The RBD Of The Spike Protein Of SARS-Group Coronaviruses Is A Highly Specific Target Of SARS-CoV-2 Antibodies But Not Other Pathogenic Human and Animal Coronavirus Antibodies

MedRxiv : the Preprint Server for Health Sciences
Lakshmanane PremkumarAravinda M de Silva

Abstract

A new Severe Acute Respiratory Syndrome Coronavirus variant (SARS-CoV-2) that first emerged in late 2019 is responsible for a pandemic of severe respiratory illness. People infected with this highly contagious virus present with clinically inapparent, mild or severe disease. Currently, the presence of the virus in individual patients and at the population level is being monitored by testing symptomatic cases by PCR for the presence of viral RNA. There is an urgent need for SARS-CoV-2 serologic tests to identify all infected individuals, irrespective of clinical symptoms, to conduct surveillance and implement strategies to contain spread. As the receptor binding domain (RBD) of the viral spike (S) protein is poorly conserved between SARS-CoVs and other pathogenic human coronaviruses, the RBD represents a promising antigen for detecting CoV specific antibodies in people. Here we use a large panel of human sera (70 SARS-CoV-2 patients and 71 control subjects) and hyperimmune sera from animals exposed to zoonotic CoVs to evaluate the performance of the RBD as an antigen for accurate detection of SARS-CoV-2-specific antibodies. By day 9 after the onset of symptoms, the recombinant SARS-CoV-2 RBD antigen was highly sensitive (98%) an...Continue Reading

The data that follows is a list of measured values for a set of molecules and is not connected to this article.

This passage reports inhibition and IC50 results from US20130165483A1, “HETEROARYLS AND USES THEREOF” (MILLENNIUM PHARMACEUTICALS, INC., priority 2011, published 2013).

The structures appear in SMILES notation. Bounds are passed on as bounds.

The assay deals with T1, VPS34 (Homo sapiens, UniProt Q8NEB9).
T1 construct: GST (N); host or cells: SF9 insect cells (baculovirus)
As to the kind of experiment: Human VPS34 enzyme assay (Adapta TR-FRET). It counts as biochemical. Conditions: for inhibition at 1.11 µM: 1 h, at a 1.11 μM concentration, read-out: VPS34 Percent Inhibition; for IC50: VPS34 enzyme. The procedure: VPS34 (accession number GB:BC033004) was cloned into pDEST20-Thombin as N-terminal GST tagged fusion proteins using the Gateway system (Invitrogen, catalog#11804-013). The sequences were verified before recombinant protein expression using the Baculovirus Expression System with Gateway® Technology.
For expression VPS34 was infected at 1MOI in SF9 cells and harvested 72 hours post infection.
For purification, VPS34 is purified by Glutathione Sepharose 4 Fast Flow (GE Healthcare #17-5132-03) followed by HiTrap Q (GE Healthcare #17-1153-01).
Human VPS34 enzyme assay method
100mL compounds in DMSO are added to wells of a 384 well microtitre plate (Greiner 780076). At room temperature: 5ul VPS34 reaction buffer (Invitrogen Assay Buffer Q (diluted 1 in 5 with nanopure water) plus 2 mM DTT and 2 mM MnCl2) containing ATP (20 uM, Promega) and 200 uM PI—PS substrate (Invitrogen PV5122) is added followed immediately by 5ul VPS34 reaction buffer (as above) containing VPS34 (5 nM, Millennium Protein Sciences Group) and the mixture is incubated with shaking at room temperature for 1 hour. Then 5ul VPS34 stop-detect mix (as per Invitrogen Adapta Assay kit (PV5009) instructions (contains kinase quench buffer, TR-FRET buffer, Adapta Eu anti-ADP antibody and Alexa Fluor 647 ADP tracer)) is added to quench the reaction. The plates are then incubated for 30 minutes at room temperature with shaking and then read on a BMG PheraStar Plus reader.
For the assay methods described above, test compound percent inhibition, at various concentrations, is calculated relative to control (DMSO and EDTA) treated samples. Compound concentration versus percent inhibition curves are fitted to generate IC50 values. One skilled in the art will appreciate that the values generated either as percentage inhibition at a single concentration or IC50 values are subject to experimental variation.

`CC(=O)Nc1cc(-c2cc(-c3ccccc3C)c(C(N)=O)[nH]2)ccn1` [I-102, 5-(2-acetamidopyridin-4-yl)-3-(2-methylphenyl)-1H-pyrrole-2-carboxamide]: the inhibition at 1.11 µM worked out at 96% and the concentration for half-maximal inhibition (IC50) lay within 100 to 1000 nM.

Methods Mentioned

BETA
PCR
ELISA
positive
Assay

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